California Court Discovers Improper Billing Practices, Severely Cuts Fee Award

Posted on March 13th, 2018 by Legal Fee Advisors

By Zachary Kalmbach.

A California fee dispute that resulted in a significantly reduced fee award highlights a number of improper billing practices. The case arose from a real estate dispute and was ultimately dismissed because of a multitude of discovery violations. Defendant subsequently moved for $511,279.65 in attorneys’ fees. The Court reduced the award by 52%, largely because of improper billing practices such as block billing and billing for internal communication, associate training, and clerical tasks.

First, the Court found that the rates requested by defendant’s counsel were “high even for the most experienced attorneys in the Eastern District.” In fact, all the attorneys billed at rates higher than the prevailing market rates. Citing Camacho v. Bridgeport Fin., Inc., 523 F.3d 973, 979 (9th Cir. 2008) for the rule that rates are to be calculated in line with the market rates in the forum in which the district court sits, the Court applied significant reductions to the requested rates.

Additionally, much of the time billed was found to be unreasonable. For example, the Court concluded that entries for “reviewing the docket, downloading, calendaring deadlines, preparing documents for filing, and filing documents” were clerical in nature and thus excluded 15.8 hours spent on such tasks.

The Court also took issue with the firm’s practice of billing for internal communication, stating “in general, two attorneys cannot bill for attending the same meeting or communicating with each other, as such time is unnecessary.” The Court finding that “there [were] numerous entries indicating internal communications and conferences with counsel, whether in person or via email.” Billing for such communication led the Court to reduce the number of hours by 17.56 hours.

Further, “junior attorneys billed for hours best described as ‘training’ on many occasions.” For example, after an attorney with nearly 10 years of experience drafted a motion to dismiss, an attorney with less than 2 months of experience billed time to “Review and revise” the motion. A senior attorney billed for reviewing the motion on the same date, leading the Court to conclude that the hours were training in nature. Accordingly, the Court reduced time billed for training by 16.4 hours.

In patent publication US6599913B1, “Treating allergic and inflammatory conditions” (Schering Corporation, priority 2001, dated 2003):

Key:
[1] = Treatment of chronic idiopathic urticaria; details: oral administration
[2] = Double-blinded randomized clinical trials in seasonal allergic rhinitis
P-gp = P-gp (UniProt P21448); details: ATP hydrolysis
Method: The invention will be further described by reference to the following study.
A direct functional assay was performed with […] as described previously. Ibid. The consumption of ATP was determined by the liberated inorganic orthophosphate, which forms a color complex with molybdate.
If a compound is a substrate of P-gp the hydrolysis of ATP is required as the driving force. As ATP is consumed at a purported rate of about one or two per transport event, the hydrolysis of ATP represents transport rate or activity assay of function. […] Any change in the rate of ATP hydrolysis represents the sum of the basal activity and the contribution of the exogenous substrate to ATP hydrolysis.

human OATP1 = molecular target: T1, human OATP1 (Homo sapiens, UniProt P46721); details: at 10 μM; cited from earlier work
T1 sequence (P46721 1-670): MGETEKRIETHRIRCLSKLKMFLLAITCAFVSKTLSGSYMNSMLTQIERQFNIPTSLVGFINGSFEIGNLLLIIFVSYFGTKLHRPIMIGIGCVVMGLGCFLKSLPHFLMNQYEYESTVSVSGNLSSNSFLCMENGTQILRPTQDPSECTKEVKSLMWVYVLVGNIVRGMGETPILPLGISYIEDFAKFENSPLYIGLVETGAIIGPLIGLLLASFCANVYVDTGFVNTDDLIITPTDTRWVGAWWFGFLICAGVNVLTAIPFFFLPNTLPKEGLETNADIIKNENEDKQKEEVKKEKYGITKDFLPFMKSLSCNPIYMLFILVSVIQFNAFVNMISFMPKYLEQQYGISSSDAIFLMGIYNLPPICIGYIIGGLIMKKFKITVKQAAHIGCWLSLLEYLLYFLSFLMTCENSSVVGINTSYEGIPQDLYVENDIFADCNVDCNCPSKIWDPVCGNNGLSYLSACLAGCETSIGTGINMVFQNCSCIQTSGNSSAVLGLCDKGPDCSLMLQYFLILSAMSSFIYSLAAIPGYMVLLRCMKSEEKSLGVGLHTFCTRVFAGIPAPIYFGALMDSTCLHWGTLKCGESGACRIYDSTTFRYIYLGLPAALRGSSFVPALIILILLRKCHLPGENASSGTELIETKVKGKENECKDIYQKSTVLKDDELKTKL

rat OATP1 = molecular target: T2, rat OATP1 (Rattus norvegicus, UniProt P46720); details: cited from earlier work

Block billing was also an issue. The Court determined that “the use of block billing [wa]s particularly troublesome given the number of entries that include[d] clerical tasks and other tasks for which fees should not be awarded.” For several entries, the Court was unable to ascertain the amount of time spent on compensable vs. non-compensable tasks. Accordingly, the Court applied an across-the-board reduction of 10% to the hours sought.

Finally, the Court reduced time billed in relation to the motion for attorneys’ fees by 27 hours. The Court found that 30 hours billed for “organizing and drafting” the motion was excessive, “particularly given the fact that the memorandum of points and authorities [was] approximately sixteen pages.” The Court also reduced hours billed for time preparing and attending a hearing that never took place, as the matter was taken under submission without oral argument.

The reductions resulted in a final fee award of $246,758.67, 52% less than the amount requested. This case illustrates several billing practices a court may not tolerate. In addition to giving examples of clerical tasks, the Court confirmed that firms should not bill clients for internal communications or time spent on tasks that could be construed as associate training.


Singh v. Hancock Nat. Res. Grp., Inc., No. 115CV01435LJOJLT, 2017 WL 2275029 (E.D. Cal. May 25, 2017), report and recommendation adopted, No. 115CV01435LJOJLT, 2017 WL 2630082 (E.D. Cal. June 19, 2017)

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